>Put It Where You Want It

>Debra Lau Whelan’s SLJ article on where librarians are shelving The Graveyard Book is classic shit-stirring. The article’s lead asks a question (“Where does the book belong—in the children’s area or in the teen section?”) and then goes on to give selective anecdotal evidence to conclude that any decision to put the book in YA consists of internal censorship. “And that’s against professional ethics.”

Nonsense. If you’re classifying a book that you think appeals primarily to fifth-through-eighth graders (SLJ‘s estimation; Horn Book coded it as sixth-grade up), you are going to shelve it where you think most likely readers will most likely find it. Putting it in the YA section is not necessarily (or even probably) an act of censorship, if that’s where you put all your other middle-schoolish books. (Hell, putting it in adult because that’s where your Gaiman fans are is all right, too.) The fact that a book wins a Newbery Medal does not give it some kind of free pass into the children’s room; remember, the Newbery goes through age fourteen, which, by the ALA definition, includes the first two years of the young adult age range. (The ALA turf war over the twelve-to-fourteen-year-olds is ever with us.) Different libraries serve different populations and make different decisions. I like Pat Scales’ suggestion–multiple copies–but if you’re only buying one, don’t let SLJ’s admonitory finger force you into putting the book where it doesn’t belong.

I agree with Whelan that if you put The Graveyard Book in YA because you’re trying to keep it out of younger readers’ hands, then, sure, that’s censorship. But the article–like her piece with Rick Margolis about the “controversy” inspired by Gaiman’s fuck-filled Twittering–doesn’t give us the whole picture, instead only citing evidence that supports a sensationalized angle. That ain’t reporting.

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Roger Sutton About Roger Sutton

Roger Sutton has been the editor in chief of The Horn Book, Inc, since 1996. He was previously editor of The Bulletin of the Center for Children's Books and a children's and young adult librarian. He received his M.A. in library science from the University of Chicago in 1982 and a B.A. from Pitzer College in 1978. Follow him on Twitter: @RogerReads.

Comments

  1. >I appreciate your column, but not some of the language. I don’t want my access to your blog to be blocked due to the language, so could we leave out the profanity, please!
    Thanks

  2. >I’m sort of bewildered by the article–it seems like it’s REALLY reaching for something controversial to say about the book. I like the commenter who says “Selection and placement aren’t censorship, they’re our job.”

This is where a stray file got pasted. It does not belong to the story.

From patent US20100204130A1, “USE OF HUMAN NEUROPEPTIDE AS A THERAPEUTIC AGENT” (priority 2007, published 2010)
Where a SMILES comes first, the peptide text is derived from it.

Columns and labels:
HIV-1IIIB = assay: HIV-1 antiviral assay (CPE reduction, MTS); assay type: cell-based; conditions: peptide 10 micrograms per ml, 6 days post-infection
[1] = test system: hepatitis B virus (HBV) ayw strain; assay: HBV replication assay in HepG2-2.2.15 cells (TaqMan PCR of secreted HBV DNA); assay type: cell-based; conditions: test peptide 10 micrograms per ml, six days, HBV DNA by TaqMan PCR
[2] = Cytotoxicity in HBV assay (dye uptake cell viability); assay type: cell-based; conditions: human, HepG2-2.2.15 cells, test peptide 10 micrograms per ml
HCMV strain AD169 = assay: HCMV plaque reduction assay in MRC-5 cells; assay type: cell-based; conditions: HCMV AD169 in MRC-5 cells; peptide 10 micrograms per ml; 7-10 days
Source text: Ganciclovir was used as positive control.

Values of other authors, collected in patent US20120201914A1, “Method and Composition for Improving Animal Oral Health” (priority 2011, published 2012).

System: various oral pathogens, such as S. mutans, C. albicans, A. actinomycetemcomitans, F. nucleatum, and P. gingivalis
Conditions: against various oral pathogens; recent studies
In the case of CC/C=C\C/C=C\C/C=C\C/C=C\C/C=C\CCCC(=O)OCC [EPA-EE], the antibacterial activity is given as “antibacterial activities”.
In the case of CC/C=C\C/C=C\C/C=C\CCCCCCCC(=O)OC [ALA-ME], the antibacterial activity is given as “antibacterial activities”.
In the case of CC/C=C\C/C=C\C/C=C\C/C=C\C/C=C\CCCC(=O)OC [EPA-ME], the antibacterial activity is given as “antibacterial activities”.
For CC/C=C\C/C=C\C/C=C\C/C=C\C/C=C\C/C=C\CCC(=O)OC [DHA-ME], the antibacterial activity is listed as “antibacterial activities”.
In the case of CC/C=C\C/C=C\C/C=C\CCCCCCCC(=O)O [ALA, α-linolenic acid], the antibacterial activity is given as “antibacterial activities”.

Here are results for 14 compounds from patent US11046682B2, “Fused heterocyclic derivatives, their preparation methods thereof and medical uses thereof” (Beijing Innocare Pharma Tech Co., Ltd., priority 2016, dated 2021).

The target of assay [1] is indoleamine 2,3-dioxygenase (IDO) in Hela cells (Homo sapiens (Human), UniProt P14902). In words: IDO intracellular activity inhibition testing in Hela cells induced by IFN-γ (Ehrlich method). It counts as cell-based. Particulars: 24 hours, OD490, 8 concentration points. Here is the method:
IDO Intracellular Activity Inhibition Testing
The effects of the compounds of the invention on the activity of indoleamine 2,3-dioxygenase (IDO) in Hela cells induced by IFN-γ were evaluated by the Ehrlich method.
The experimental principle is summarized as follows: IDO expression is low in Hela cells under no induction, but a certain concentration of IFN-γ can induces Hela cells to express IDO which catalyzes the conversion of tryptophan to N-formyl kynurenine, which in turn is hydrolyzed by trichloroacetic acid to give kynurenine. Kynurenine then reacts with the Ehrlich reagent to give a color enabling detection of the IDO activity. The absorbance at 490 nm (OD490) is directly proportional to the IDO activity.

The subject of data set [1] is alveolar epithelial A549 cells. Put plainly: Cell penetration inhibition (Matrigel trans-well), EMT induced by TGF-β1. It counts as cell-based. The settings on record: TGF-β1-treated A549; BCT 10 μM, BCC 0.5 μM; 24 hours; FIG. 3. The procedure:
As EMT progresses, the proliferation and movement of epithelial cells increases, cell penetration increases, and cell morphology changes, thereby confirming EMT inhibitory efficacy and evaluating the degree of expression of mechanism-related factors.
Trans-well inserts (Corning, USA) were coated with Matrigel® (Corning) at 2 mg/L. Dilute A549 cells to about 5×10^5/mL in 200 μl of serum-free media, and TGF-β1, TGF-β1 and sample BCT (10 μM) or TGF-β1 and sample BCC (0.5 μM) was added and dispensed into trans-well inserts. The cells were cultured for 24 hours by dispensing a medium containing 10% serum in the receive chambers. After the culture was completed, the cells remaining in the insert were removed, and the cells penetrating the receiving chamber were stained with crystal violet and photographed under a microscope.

3. Anonymous says:

    >Roger, please shelve your blog in the YA section!

  4. >Dear Roger,

    Please leave in the profanity. It is extremely appropriate and makes me laugh.

    Laurie

  5. Rackstraw Press says:

    >It’s only censorship if you don’t let kids wander into the YA section.

    Most fluent readers have floated there by the time they are 11.

    Farah

  6. Roger Sutton says:

    >Busy Mom–I do try to keep the language here on the mild side but am sometimes intemperate and don’t believe in asterisks or euphemisms. Or filters–I’m sorry if your filter blocks my blog because of some salty language, but if I started writing with an eye to what might get filtered I wouldn’t be able to say very much. Last week I tried to respond to a blog post over at SLJ that concerned sexual orientation, but their filters wouldn’t allow commenters to use the word “sex,” so it was difficult to get my point across.

  7. Roger Sutton says:

    >And, Farah, it depends. Not all libraries allow children access beyond the children’s room. And if you classify books in a way to deliberate limit their readership–to hide them–then, yes, I believe you are making a shelving decision based in censorship.

  8. Rackstraw Press says:

    >Oh, I agree. I hated it as a child, I hate it now. If a kid is old enough to ask, they are old enough to enter. And if they ask prematurely, they will go away and come back later.

    Farah

  9. >Well, shit-stirring does make for fun reading. I love the commentary.

  10. >I am really really tired of School Library Journal and Debra Lau Whelan. I thought her first piece on the award winners was an embarrassment of bad writing and bad editing as well as “shit-stirring.” I have to thank you for the new vocabulary because it is exactly the right term. I was pissed by the cheap shot at former Newberys, torqued by prudish characterization of libraries and really really cheesed off at the slap at Sherman Alexie.

  11. Library Mermaid says:

    >All this reminds me of the Mom who called me up after our young teen daughters went to Titanic (with her permission)…she was horrified and angry, she said, to have found out that there was a scene of NAKED BREASTS as well as IMPLIED SEX (dramatic hand on steamy window)…the endless dead people in the water, the drowning children…that hadn’t bothered her…so here we go, terrific book on death and life and friendship and finding one’s way…and people are getting their knickers in a twist that he, potty-mouthed grown-up, swore (bad example, Mr. G!)and that someone else is using salty words to boot while talking about it on THEIR OWN blog…people, all I can say – if you cut me off in traffic, roll up your windows as you will not be happy at what you hear over the rock n’ roll.

  12. >Great post – mine is shelved in my YA section ( or will be after the 15 students on the waiting list read it), but so are more than half of my Newberry titles. Never thought of it as a censorship issue. . .

    For the record, most of students waiting for the book are elementary age.

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